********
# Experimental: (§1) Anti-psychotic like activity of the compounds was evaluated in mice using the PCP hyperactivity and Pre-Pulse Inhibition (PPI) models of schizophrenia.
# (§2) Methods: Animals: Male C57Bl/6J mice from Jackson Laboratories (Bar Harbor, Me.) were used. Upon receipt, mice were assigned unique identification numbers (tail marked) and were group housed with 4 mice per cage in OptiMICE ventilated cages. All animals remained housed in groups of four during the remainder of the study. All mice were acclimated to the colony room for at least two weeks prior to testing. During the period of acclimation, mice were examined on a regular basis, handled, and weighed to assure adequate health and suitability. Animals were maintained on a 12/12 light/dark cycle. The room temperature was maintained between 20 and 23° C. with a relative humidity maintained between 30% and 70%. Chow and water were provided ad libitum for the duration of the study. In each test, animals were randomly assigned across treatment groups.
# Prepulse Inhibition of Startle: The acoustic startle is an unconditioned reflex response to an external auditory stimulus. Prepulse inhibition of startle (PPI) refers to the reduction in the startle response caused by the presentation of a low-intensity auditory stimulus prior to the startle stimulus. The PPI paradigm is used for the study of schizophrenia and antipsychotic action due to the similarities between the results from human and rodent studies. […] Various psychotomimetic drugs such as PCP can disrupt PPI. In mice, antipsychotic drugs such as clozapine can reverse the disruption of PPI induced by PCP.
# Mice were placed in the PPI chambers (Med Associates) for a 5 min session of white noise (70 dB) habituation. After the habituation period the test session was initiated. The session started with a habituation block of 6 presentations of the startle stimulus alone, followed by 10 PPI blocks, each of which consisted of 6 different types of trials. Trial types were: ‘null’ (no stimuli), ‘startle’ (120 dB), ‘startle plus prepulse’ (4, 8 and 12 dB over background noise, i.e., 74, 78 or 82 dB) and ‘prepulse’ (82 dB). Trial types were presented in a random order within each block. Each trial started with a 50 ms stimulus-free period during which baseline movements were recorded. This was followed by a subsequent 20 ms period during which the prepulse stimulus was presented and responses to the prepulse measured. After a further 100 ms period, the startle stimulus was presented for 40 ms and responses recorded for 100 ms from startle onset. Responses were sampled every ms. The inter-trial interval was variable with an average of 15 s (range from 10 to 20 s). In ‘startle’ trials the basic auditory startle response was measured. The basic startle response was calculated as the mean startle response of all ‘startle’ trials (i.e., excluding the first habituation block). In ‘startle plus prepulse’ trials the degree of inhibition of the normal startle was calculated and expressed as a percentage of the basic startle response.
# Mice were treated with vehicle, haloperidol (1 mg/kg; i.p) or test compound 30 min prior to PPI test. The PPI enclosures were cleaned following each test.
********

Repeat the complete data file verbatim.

# Experimental: (§1) Anti-psychotic like activity of the compounds was evaluated in mice using the PCP hyperactivity and Pre-Pulse Inhibition (PPI) models of schizophrenia.
# (§2) Methods: Animals: Male C57Bl/6J mice from Jackson Laboratories (Bar Harbor, Me.) were used. Upon receipt, mice were assigned unique identification numbers (tail marked) and were group housed with 4 mice per cage in OptiMICE ventilated cages. All animals remained housed in groups of four during the remainder of the study. All mice were acclimated to the colony room for at least two weeks prior to testing. During the period of acclimation, mice were examined on a regular basis, handled, and weighed to assure adequate health and suitability. Animals were maintained on a 12/12 light/dark cycle. The room temperature was maintained between 20 and 23° C. with a relative humidity maintained between 30% and 70%. Chow and water were provided ad libitum for the duration of the study. In each test, animals were randomly assigned across treatment groups.
# Prepulse Inhibition of Startle: The acoustic startle is an unconditioned reflex response to an external auditory stimulus. Prepulse inhibition of startle (PPI) refers to the reduction in the startle response caused by the presentation of a low-intensity auditory stimulus prior to the startle stimulus. The PPI paradigm is used for the study of schizophrenia and antipsychotic action due to the similarities between the results from human and rodent studies. […] Various psychotomimetic drugs such as PCP can disrupt PPI. In mice, antipsychotic drugs such as clozapine can reverse the disruption of PPI induced by PCP.
# Mice were placed in the PPI chambers (Med Associates) for a 5 min session of white noise (70 dB) habituation. After the habituation period the test session was initiated. The session started with a habituation block of 6 presentations of the startle stimulus alone, followed by 10 PPI blocks, each of which consisted of 6 different types of trials. Trial types were: ‘null’ (no stimuli), ‘startle’ (120 dB), ‘startle plus prepulse’ (4, 8 and 12 dB over background noise, i.e., 74, 78 or 82 dB) and ‘prepulse’ (82 dB). Trial types were presented in a random order within each block. Each trial started with a 50 ms stimulus-free period during which baseline movements were recorded. This was followed by a subsequent 20 ms period during which the prepulse stimulus was presented and responses to the prepulse measured. After a further 100 ms period, the startle stimulus was presented for 40 ms and responses recorded for 100 ms from startle onset. Responses were sampled every ms. The inter-trial interval was variable with an average of 15 s (range from 10 to 20 s). In ‘startle’ trials the basic auditory startle response was measured. The basic startle response was calculated as the mean startle response of all ‘startle’ trials (i.e., excluding the first habituation block). In ‘startle plus prepulse’ trials the degree of inhibition of the normal startle was calculated and expressed as a percentage of the basic startle response.
# Mice were treated with vehicle, haloperidol (1 mg/kg; i.p) or test compound 30 min prior to PPI test. The PPI enclosures were cleaned following each test.